7. When your state is the responding state, does it submit past-due cases to OCSE for federal administrative offset? If yes, what is the minimum required past-due amount?
No.
8. When your state is the initiating state, does it submit past-due cases to OCSE for federal administrative offset? If yes, what is the minimum required past-due amount?
Yes. Arrears equal to or greater than $150.00 for Tanf/Foster Care and $500.00 Non-Tanf including Child Support, Medical Support, and Spousal Support.
9. When your state is the responding state, does it submit past-due cases to OCSE for insurance match? If yes, what is the minimum required past-due amount?
No.
10. When your state is the initiating state, does it submit past-due cases to OCSE for insurance match? If yes, what is the minimum required past-due amount?
Yes. Arrears are greater than or equal to $500.00 including Child Support, Medical Support, and Spousal Support.
11. When your state is the responding state, does it submit past-due cases to OCSE for MSFIDM? If yes, what is the minimum required past-due amount?
Yes. Arrears are equal to or greater than $1,000 and no voluntary payment made in the last 60 calendar days -OR- if an arrears only case, arrears are less than $1,000 and no voluntary payments made in the last 12 months.
12. When your state is the initiating state, does it submit past-due cases to OCSE for MSFIDM? If yes, what is the minimum past-due amount?
Yes. Arrears are equal to or greater than $1,000 and no voluntary payment made in the last 60 calendar days -OR- if an arrears only case, arrears are less than $1,000 and no voluntary payments made in the last 12 months.
13. When your state is the responding state, does it submit past-due cases to OCSE for passport denial?
No.
14. Are the financial institution attachment procedures in your state judicial, administrative, or both?
Administrative.
15. Are there specific account types exempt from the administrative, financial institution attachment process in your state? If yes, which account types are exempt?
Trust funds and Business Accounts owned jointly or used for employee payroll.
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16. Is the financial institution attachment process in your state centralized and/or automated?
Centralized and manually processed.
17. What are the criteria to attach an account in a financial institution in your state?
Open IV-D case and arrears are equal to or greater than $1,000 and no voluntary payment made in the last 60 calendar days -OR- if an arrears only case, arrears are less than $1,000 and no voluntary payments made in the last 12 months.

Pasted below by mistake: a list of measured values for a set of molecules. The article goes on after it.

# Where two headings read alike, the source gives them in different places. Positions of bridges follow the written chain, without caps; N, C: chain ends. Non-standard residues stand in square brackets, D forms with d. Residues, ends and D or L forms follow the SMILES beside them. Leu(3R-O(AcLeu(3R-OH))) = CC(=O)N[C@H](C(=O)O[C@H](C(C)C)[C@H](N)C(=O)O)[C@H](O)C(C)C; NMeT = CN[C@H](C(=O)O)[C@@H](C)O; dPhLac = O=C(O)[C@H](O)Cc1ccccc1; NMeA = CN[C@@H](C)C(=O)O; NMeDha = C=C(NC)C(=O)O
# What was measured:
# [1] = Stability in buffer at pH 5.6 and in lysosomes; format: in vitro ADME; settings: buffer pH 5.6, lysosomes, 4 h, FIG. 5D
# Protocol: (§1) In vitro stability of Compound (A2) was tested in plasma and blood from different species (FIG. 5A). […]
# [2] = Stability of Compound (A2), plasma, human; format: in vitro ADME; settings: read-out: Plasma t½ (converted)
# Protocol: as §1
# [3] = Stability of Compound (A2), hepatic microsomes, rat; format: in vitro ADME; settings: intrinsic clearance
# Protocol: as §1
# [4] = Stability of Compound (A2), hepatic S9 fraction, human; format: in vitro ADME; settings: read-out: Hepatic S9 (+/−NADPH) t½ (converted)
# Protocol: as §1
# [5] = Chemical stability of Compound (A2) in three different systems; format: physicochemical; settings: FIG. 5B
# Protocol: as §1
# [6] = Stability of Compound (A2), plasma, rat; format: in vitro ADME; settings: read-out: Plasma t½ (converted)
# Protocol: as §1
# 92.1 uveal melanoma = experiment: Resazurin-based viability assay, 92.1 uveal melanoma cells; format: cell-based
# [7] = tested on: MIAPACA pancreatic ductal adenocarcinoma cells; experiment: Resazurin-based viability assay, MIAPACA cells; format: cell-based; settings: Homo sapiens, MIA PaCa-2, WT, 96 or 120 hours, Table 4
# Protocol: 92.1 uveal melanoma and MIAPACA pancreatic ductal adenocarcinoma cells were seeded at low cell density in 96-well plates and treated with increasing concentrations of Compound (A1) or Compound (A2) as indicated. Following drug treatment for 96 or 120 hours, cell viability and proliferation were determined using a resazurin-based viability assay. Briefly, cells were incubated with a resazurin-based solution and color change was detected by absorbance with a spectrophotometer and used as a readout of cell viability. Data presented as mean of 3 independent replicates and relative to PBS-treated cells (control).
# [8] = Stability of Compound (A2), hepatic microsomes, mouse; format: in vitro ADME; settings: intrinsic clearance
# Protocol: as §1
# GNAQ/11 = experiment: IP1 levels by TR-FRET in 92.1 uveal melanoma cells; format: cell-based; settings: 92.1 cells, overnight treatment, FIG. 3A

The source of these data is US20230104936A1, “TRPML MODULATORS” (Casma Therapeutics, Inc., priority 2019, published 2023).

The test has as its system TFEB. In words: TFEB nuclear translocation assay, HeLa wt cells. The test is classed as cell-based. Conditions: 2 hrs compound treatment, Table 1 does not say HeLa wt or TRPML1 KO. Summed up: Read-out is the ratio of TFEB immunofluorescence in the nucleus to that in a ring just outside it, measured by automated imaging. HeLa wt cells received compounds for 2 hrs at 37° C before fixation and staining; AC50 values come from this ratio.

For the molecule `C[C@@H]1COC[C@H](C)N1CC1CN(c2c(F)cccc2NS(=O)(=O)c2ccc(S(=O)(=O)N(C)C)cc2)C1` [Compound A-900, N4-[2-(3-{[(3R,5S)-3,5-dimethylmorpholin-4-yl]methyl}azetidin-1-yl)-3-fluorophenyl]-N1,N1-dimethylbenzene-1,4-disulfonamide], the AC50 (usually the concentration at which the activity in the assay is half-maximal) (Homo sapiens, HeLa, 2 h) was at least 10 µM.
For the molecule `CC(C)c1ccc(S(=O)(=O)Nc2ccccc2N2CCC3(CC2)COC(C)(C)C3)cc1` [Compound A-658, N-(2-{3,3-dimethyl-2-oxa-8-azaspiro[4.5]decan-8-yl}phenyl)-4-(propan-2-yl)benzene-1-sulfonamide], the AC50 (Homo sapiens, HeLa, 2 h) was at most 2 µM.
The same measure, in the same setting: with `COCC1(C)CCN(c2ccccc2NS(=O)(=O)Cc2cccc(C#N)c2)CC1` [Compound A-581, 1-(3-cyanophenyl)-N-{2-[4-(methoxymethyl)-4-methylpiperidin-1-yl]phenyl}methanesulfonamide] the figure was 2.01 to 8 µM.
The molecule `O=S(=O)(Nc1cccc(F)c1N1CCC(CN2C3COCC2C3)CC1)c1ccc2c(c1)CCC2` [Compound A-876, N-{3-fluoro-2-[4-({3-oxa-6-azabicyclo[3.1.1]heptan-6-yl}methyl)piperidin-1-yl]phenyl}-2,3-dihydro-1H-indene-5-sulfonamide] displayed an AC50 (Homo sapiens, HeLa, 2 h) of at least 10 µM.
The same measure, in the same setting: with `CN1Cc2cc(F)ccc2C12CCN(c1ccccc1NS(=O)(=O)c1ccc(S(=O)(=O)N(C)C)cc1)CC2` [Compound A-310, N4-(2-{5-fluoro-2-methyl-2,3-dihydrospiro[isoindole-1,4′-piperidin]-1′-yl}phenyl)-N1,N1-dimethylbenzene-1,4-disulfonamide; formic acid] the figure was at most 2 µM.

18. Does your state's law require financial institutions doing business in your state to accept enforcement actions directly from other states? If yes, provide the statutory citation. Please explain.
Financial institutions who do business in more than one state, have the option to match with each state individually or to perform data matching with OCSE. 13 Del C Chapter 5 2212. Financial institution data matches.
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19. If there are no statutory criteria required to attach an account, describe the process for requesting a financial institution attachment from another child support agency (for example, a Transmittal #3) and list additional documentation required.
20. Does your state's income withholding definition include amounts in financial institutions?

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21. Does your state require sending a notice of intent to the noncustodial parent when attaching an account in a financial institution? Who notifies the noncustodial parent - the state, the financial institution, or both?
Yes. The State sends the notice of intent to the Non-Custodial Parent.
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22. How long does the financial institution have to hold funds before sending the noncustodial parent's assets to your child support agency?
20 Days.
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23. Does your state law or policy require the financial institution and/or state to hold the attached assets during the challenge or appeal time frame? If yes, provide the statutory citation and time frames.

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24. What amount or percentage of the noncustodial parent's financial assets are eligible for attachment? Is this different for joint accounts? Please explain.

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25. What are the criteria for a noncustodial parent and/or joint account holder to contest a financial institution attachment?

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26. Does your state have procedures to liquidate non-liquid assets (for example, stocks, bonds, etc.)? If yes, provide the statutory citation and the procedures to follow.

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27. What are your state's criteria for driver's license revocation/suspension for nonpayment of support?
Arrears are equal to or greater than $3,500 and no payment has been made in the last 30 calendar days -OR- there is a valid capias for the non-custodial parent.
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28. What are your state's criteria for driver's license restoration/reinstatement, including hardship exemptions?